I remember in crim pro class a discussion involving an appellate opinion with the terse phrase "defendant consented to search of his vehicle." Those words on paper in the few prosecutions that make it to published opinions can be very far removed from WHAT ACTUALLY HAPPENED. I saw a "consented to search" fact pattern in real life once. Lee's Summit, MO police pulled over a black man into a conveinence store parking lot -- he should've known better than to be black driving around Lees Summit at nite that's for sure. Cops started really hassling him; crowd watches scene develop; cops go around the car with flashlights etc.; they're badgering him; e.g. 'we're gonna get the drug dog out here so you might as well just let us look inside' and 'are you gonna let us serach the car or are we going to have to arrest you?' I didn't stick around but let's say he does let them search. the cops find meth in the car, charges filed, at trial the defendant challenges the evidence. he's convicted. there's an appeal. it's a published opinion. it's picked up by a case book. An overeager future drug warrior prosecutor raises his hand in Crim Pro class: "yes but HE CONSENTED TO THE SEARCH so he waived all 4th amendment rights" See my point?

In Orin Kerr's land of starched shirts and swivel chairs, phrases like "stop and frisk" and "protective sweep" [not to mention outrageous concepts like 'consent once removed' that they aggressively push, to destroy what's left of our consitution] and so on are just words on paper, with no meaning to them because they will never have to undergo them. But in the real world, these are incredibly invasive, humiliating, embarassing encounters between citizens and armed government agents.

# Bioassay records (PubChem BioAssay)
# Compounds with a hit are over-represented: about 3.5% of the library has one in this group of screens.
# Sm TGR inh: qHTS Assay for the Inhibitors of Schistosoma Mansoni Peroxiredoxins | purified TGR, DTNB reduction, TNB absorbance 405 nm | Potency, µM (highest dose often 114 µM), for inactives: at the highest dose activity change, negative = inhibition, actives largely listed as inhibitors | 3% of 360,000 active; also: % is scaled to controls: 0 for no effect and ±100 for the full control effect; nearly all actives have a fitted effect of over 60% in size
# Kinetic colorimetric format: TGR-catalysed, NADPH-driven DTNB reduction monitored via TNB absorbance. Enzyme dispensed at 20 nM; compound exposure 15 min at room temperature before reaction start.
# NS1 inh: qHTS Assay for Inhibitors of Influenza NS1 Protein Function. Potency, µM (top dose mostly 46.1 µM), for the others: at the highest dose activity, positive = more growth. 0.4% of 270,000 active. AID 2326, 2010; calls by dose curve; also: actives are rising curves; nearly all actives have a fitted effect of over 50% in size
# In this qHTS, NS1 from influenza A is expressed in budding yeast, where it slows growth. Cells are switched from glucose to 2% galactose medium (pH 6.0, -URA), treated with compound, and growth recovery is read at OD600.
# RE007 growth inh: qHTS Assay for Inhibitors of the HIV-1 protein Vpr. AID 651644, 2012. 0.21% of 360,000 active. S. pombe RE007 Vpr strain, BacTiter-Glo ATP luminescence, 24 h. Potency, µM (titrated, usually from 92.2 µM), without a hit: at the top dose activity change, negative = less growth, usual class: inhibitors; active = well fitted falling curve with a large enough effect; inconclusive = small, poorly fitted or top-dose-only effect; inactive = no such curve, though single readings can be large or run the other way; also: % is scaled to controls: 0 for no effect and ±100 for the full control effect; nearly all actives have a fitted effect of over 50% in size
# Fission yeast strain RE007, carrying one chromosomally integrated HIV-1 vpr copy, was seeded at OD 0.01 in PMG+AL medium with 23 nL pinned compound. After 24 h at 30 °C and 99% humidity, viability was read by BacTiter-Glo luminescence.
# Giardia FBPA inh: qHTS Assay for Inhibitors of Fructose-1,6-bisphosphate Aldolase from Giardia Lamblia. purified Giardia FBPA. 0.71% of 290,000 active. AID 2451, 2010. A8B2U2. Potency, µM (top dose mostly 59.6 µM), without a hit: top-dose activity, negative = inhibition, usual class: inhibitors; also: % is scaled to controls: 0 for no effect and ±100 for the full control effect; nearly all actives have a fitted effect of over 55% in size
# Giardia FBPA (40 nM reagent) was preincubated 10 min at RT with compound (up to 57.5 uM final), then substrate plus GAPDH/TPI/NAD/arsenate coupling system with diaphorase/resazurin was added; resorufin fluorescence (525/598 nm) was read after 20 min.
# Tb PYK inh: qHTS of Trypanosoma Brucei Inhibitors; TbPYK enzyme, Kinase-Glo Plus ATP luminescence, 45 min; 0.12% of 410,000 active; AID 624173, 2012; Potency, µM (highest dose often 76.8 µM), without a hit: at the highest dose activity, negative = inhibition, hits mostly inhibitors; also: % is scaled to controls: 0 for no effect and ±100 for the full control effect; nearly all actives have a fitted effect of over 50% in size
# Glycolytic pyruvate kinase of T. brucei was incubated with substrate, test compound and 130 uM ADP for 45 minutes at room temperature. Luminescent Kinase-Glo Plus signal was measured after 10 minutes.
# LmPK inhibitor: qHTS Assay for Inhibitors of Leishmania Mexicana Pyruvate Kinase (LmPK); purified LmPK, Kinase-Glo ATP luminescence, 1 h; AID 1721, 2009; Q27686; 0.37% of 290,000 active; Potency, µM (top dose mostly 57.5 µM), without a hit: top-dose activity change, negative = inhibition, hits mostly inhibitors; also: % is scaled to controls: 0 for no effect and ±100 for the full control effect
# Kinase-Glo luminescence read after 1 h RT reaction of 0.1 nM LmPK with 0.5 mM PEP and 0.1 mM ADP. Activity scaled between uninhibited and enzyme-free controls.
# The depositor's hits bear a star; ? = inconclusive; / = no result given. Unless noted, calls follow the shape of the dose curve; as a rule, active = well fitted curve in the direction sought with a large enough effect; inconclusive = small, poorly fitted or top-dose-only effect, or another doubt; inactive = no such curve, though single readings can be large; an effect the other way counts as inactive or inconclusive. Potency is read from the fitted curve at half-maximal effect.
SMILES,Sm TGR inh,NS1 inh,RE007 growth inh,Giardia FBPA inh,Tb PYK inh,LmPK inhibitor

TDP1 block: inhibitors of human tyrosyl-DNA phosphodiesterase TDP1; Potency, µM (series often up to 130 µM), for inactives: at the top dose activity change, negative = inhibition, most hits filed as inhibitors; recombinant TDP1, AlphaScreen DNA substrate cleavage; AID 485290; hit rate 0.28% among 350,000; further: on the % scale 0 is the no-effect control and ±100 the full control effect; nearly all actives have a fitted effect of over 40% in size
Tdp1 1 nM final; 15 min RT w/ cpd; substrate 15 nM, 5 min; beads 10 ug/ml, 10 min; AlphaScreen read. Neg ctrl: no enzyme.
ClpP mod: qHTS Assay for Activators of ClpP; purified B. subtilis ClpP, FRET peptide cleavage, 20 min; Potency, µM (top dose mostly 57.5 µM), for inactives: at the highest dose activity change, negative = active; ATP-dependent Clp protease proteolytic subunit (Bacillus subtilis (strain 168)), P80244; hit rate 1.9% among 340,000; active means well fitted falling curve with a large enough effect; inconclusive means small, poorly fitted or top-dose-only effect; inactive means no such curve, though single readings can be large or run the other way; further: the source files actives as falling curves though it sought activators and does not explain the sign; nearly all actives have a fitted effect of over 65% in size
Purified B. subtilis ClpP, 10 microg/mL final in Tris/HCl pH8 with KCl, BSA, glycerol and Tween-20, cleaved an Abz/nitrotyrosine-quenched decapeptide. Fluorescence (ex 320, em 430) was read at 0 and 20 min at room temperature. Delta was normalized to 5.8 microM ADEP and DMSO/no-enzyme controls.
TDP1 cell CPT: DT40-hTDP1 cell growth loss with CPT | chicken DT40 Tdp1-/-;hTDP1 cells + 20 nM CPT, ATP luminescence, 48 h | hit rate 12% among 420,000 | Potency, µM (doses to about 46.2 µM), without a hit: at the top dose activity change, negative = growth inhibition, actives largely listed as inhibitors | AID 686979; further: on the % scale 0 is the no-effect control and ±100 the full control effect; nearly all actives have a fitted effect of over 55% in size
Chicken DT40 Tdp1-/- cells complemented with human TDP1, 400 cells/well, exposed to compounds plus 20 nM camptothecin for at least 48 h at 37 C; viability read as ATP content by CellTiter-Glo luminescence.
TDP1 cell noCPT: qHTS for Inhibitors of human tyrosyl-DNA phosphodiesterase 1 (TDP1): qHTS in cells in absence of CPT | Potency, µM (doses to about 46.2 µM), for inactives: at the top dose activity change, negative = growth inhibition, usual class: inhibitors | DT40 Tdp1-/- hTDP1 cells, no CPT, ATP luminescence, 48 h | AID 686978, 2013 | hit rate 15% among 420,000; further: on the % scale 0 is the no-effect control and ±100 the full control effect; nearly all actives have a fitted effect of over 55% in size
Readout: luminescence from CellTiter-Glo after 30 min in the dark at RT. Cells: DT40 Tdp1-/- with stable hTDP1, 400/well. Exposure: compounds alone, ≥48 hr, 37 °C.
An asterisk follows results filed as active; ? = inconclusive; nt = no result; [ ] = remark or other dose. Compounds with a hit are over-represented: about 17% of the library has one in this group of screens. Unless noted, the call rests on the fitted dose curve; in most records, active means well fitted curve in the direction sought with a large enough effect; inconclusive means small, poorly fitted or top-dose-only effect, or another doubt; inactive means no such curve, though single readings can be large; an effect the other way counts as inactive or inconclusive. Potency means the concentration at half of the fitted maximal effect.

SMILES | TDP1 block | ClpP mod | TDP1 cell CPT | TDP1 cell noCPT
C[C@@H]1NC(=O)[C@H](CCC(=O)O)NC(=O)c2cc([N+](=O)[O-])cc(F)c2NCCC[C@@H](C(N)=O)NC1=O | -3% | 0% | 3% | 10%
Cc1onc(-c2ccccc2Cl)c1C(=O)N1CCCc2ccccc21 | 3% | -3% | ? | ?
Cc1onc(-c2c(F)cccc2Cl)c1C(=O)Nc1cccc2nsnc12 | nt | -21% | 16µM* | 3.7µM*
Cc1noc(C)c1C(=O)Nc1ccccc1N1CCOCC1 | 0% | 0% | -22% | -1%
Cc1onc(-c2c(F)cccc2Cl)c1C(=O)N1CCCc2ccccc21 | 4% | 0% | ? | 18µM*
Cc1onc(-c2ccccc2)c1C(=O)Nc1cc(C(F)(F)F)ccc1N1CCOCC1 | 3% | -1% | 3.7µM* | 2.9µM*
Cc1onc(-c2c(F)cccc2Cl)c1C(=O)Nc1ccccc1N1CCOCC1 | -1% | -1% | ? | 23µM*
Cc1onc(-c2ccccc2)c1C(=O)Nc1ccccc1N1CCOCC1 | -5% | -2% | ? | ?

12.22.2007 11:33pm
Mr. X (www):
I like how possession of short-barreled shotguns and silencers is a crime of violence, but possession of semi-automatic assault weapons is not.

Crampton’s argument is foreclosed by controlling circuit precedent. We held in United States v. Dunn and in
United States v. Amparo that possession of an unregistered short-barreled shotgun is a “crime of violence” even if it was never used and the statute does not require violent use. Though we construed different penalty enhancements in those cases, the ratio decidendi applies and allows for no distinction.
In United States v. Serna, we held that possession of a
semiautomatic weapon categorized by statute as an illegal
“assault weapon” was not a crime of violence
, but took pains to distinguish sawed-off shotguns and silencers because “they have few, if any, legitimate uses.” Therefore, Dunn and Amparo are consistent with Serna.
12.23.2007 12:47am
BruceM (mail) (www):
In judicial decisions of criminal appeals affirming convictions, I've noticed there is a direct correlation between the length and details of the "statement of facts" (what the defendant was convicted of doing) with the questionableness and infirmity of the court of appeal's legal reasoning and holdings. The longer and more anti-defendant the statement of facts is, the more questionable and infirm the court of appeal's legal opinoin is.

This is true for all courts of appeals on the state and federal level. Many times, cases that reverse convictions don't even bother getting into the facts, other than to merely say the defendant was convicted of blablah in violation of penal code section whatever / 18 U.S.C. section whatever. That's all that's necessary unless there is a factual/legal sufficiency argument on appeal. Anything beyond a statement of what the defendant was convicted of is used to dare higher courts / the general public / the press from questioning the court's holdings. Think about it.